Logan Considers Easing Way for Frequent Fliers

Sep. 27--Logan International Airport is taking a serious look at becoming the second airport in the country to create its own "registered traveler" system that would allow frequent fliers to bypass long security lines.

An existing program -- involving more than 1,800 American Airlines frequent fliers -- will end on Friday. Over the past year, Logan has been one of five airports where the Transportation Security Administration has tested a "registered traveler" program that allows passengers to use a special security lane that can often be faster because there are fewer people using it.

In the pilot, the TSA invited members of American Airlines' AAdvantage frequent-flier plan who regularly fly at least once a week to participate by supplying personal data such as a Social Security number, their last five years' home addresses, and scans of their irises and index finger tips.

The TSA runs a criminal background check, and travelers it approves for registered status use the special security lane. Registered travelers show their boarding passes and get their identities confirmed by a machine that checks either their iris or index finger. They still have to go through metal detectors and put their bags through X-ray scanners but often save several minutes by avoiding security lanes used by the general public. Registered travelers are also routinely exempted from the so-called secondary screening pat-downs TSA agents administer to every 20th air passenger.

Phil Orlandella, a spokesman for the Massachusetts Port Authority, which runs Logan, said yesterday that officials are studying whether such a program can be extended permanently by Massport and extended to other airlines. Participants in the American Airlines registered traveler program have told Massport they will miss the convenience and time savings offered.

"The feedback from them was very positive," Orlandella said. American is the biggest airline at Logan by passenger volume, handling over 108,000 passengers a week last year, according to Massport data.

Orlandella said Massport officials have planned several meetings this week "to discuss the issue at length and make a decision in the near future as to whether the system will continue here." Massport would need TSA approval for a registry program. Orlandella said Massport hopes to act soon but could not say when its own program could begin. If Massport runs its own program, officials are considering expanding it beyond American to include the other nine domestic and two international checkpoints.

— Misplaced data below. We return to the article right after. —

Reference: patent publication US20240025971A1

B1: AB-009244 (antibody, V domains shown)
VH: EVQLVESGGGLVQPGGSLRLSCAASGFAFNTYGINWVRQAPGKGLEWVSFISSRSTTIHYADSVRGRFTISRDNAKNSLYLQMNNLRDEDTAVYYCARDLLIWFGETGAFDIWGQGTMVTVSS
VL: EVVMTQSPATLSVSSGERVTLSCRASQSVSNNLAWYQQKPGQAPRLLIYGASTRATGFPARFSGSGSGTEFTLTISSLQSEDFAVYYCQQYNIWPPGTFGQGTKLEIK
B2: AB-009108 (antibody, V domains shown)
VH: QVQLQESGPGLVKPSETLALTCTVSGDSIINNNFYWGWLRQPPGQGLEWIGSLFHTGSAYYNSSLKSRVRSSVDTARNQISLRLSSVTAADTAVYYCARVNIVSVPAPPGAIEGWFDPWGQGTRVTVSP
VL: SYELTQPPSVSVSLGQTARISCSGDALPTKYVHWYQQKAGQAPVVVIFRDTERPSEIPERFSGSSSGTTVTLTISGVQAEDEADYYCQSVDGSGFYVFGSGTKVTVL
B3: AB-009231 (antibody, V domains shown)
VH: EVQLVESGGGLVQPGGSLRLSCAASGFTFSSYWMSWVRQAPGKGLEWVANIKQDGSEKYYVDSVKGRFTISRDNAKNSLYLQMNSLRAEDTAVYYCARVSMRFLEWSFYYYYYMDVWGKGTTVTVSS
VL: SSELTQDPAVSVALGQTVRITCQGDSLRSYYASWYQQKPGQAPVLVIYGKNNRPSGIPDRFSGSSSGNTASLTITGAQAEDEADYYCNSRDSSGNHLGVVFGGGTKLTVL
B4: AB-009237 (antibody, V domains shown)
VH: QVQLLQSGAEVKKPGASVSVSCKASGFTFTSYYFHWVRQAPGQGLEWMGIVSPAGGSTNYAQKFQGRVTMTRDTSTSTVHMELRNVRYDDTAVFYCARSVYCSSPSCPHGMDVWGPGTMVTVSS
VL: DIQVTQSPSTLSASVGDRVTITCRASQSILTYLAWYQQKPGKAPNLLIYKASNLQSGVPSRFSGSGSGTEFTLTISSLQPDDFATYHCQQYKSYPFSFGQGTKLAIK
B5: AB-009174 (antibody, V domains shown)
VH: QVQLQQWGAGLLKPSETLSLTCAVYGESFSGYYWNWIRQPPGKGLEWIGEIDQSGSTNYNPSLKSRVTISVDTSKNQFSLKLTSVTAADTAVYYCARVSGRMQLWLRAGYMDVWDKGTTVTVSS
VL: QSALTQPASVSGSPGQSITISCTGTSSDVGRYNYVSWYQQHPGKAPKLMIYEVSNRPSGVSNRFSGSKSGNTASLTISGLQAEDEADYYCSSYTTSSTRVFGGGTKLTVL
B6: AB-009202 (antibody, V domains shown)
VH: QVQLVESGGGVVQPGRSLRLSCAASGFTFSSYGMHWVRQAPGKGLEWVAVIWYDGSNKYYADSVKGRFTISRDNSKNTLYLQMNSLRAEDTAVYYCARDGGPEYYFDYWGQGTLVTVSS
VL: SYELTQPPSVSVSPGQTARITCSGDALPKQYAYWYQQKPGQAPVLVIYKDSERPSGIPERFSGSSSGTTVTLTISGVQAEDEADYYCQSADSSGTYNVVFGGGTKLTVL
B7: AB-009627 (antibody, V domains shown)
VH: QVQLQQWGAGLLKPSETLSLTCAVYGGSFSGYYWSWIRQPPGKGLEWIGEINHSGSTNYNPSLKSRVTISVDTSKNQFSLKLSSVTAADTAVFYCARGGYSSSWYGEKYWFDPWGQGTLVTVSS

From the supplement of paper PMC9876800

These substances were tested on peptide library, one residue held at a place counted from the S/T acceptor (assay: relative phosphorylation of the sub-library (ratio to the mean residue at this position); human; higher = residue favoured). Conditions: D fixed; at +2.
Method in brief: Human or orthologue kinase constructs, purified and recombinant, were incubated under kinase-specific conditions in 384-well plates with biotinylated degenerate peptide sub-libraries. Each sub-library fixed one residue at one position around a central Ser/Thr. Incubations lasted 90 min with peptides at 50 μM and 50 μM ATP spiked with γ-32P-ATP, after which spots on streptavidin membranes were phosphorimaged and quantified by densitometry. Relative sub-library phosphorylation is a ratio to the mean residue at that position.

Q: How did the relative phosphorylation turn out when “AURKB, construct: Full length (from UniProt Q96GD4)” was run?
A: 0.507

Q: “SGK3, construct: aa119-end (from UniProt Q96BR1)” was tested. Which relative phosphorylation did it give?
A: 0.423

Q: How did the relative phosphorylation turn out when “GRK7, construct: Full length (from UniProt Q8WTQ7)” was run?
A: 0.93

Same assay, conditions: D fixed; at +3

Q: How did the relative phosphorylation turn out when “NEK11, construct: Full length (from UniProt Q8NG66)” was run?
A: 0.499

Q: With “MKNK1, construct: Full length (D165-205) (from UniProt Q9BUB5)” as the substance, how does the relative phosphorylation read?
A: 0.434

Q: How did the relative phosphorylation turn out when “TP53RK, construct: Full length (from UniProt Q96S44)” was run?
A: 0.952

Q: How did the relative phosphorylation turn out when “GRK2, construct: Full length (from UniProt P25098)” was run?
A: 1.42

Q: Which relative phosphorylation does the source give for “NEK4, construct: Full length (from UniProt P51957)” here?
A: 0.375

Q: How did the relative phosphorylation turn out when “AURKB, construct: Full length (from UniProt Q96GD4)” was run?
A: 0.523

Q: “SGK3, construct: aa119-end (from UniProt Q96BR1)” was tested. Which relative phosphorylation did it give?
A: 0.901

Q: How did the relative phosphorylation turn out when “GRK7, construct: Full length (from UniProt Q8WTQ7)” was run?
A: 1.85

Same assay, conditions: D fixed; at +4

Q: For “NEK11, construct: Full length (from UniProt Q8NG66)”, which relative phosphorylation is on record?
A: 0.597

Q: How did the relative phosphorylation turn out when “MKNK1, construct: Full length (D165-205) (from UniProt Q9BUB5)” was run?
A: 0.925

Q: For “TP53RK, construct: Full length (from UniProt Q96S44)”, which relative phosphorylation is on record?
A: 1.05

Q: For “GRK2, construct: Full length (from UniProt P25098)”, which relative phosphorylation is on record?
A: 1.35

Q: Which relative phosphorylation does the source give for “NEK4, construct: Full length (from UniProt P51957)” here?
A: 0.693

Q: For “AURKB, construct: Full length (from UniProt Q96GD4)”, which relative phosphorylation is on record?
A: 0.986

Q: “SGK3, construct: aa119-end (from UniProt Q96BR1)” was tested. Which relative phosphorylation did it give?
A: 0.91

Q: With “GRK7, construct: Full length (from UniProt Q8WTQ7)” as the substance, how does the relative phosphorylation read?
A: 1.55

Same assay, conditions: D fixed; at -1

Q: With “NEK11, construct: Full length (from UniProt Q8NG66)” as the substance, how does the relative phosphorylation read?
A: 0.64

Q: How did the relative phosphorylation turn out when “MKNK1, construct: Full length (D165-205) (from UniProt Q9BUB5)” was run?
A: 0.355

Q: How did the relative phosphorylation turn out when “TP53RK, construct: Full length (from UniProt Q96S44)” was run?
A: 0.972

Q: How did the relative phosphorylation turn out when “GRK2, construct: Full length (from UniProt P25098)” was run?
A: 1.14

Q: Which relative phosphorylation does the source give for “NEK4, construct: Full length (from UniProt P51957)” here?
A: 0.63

Orlando International Airport began its program in June and has signed up more than 7,000 participants, who each pay $80 a year. The Orlando system is operated by defense contractor Lockheed Martin Corp. and Verified Identity Pass Inc., a two-year-old New York company.

George N. Naccara, the TSA federal security director at Logan, said American Airlines' Terminal B registered traveler program was always intended to be a pilot program and will not be extended, even temporarily. But in coming months, Naccara added, TSA officials will review data from Logan and four other airports and then decide whether to resume the registered traveler programs at those airports and others.

The four other airport terminals where TSA has tested registered traveler systems are Continental Airlines at Bush Intercontinental Airport in Houston, United Airlines at Los Angeles International, Northwest Airlines at Minneapolis-St. Paul International, and American at Reagan National in Washington, D.C.The pilot program will also end on Friday at those airports, said TSA spokeswoman Yolanda Clark.

Frequent fliers were part of the pilot program because they're seen as the group most likely to be willing to participate and by definition they are well known to the airlines.

Bill Connors, executive director of the National Business Travel Association in Washington and a participant in the American program at Reagan National, said frequent fliers have raved about the time savings. "It offers you a little more predictability on just what time you need to be at the airport," Connors said.

"As long as it's voluntary, it's got federal standards, and the privacy issues around your personal information are addressed, we're big proponents," Connors added. "I've got a lot of people who would give a DNA sample and blood to get through the airport faster."

Neil Bergquist, a Brighton pharmaceutical industry consultant who flew more than 50,000 miles on American last year, already holds a platinum AAdvantage card that gets him into a special security line but said he would welcome a Massport-run registered traveler service for other airlines.

The concept "doesn't represent, to me, any additional violation of privacy beyond what already happens when you travel," said Bergquist. "Plus, I have nothing to hide."

Establishing a Massport-run system could be complex, however. Representing the airport that originated two hijacked jets that crashed into New York's World Trade Center on Sept. 11, 2001, Logan officials are cautious about implementing security systems that have not been widely adopted elsewhere. Logan has spent more than $200 million on improved security since then and remains one of the only US airports that still has a morning security-update meeting seven days a week where airport, airlines, TSA, State Police, and other officials share information about terrorist threats.

While Massport officials are eager to see if there is a way to maintain and expand a registered traveler program, Orlandella said Massport officials "need to see what it entails. There are definitely security issues."


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